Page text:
Inside an office next to Mission High School’s main basketball gym, a group of counselors confer with students. What summer program should they attend? What classes should they take? What scholarships should they pursue?

It’s the Athletic Scholars Advancement Program, better known as ASAP. It’s an organization popular among Mission High students — and one that is unusual in the level of attention it gives to making sure that its student athletes pay attention to their academic futures.

The office counsels, mentors and tutors kids. “They help you with everything. They’ll get you to any place you want,” said Mission sophomore Francis Law. “All you have to do is be a student athlete.”

Tina Shauf, an ASAP administrator, added, “We try our best in encouraging student athletes here at Mission High School to consider going on to and through college. We provide resources to make that happen.”

Scott Kennedy, Mission’s athletic director, got the project started when he used his own credit card to send 13 students to a soccer camp. Gwen Knapp at the San Francisco Chronicle wrote about Kennedy’s work, and one of the people who read Knapp’s article was Judy Grossman.

Grossman wanted to help — with donations, raising funds and working with the students. “The program really took off from there,” said Kennedy.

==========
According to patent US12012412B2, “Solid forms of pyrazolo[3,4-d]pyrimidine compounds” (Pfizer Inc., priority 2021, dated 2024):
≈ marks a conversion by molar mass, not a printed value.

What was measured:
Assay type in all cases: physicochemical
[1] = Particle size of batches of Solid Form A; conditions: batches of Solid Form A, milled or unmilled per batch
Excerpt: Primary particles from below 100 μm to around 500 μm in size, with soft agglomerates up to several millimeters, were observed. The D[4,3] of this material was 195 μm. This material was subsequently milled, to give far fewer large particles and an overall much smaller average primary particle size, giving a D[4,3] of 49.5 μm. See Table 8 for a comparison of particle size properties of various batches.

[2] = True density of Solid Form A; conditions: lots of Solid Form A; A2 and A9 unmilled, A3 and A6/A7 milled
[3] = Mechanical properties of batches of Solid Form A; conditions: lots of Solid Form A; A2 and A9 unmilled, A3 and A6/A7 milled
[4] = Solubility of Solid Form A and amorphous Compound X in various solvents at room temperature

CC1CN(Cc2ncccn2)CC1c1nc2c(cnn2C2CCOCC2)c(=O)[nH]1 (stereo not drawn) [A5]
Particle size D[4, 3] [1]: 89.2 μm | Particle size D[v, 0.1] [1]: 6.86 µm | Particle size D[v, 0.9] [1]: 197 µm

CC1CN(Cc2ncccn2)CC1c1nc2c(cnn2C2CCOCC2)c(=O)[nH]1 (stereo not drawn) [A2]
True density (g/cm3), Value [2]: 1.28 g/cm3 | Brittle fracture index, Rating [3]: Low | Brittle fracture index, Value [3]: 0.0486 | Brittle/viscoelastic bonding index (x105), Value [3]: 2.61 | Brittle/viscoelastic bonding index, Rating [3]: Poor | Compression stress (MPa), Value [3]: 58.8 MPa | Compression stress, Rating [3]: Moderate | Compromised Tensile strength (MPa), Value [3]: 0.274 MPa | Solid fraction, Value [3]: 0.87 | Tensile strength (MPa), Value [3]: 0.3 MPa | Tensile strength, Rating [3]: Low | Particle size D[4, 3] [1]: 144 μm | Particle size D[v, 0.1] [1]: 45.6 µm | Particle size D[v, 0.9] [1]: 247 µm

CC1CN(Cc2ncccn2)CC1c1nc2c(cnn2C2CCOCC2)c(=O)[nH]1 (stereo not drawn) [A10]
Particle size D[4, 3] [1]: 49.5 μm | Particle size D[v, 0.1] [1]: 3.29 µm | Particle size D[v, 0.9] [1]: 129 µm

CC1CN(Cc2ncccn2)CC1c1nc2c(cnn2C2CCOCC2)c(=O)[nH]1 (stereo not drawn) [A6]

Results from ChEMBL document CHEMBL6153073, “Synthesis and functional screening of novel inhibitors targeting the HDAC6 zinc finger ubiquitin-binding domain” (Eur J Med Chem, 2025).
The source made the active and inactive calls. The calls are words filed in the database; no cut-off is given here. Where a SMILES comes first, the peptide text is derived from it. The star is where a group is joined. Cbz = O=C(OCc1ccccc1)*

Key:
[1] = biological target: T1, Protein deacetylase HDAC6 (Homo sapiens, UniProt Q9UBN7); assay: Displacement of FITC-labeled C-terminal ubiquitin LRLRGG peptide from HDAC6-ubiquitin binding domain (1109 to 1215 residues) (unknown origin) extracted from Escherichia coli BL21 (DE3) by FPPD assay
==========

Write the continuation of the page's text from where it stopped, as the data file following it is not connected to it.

Kennedy and Grossman decided it wasn’t just about sending kids to a soccer, football or basketball camp, but about sending athletes to college. The group went from just a small group of soccer players to 250 athletes — more than a fourth of the estimated 900 students who attend Mission High.

“The focus is to create a college-going culture,” said Grossman. As she spoke, another student walked up, and she turned back to her computer to help with yet another application.

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Richard Lee is a just another ordinary child. He chose to start off reporting mainly to write about Mission High School sports. The primary intent to why he started journalism was to cover basketball games to inform parents and fans of the games when they were not able to attend scheduled contests. His most vital goal is to have more individuals read his works to show that various insights and intellectual thinking can be emitted and purveyed by not only educated adults, but by the budding youth as well.

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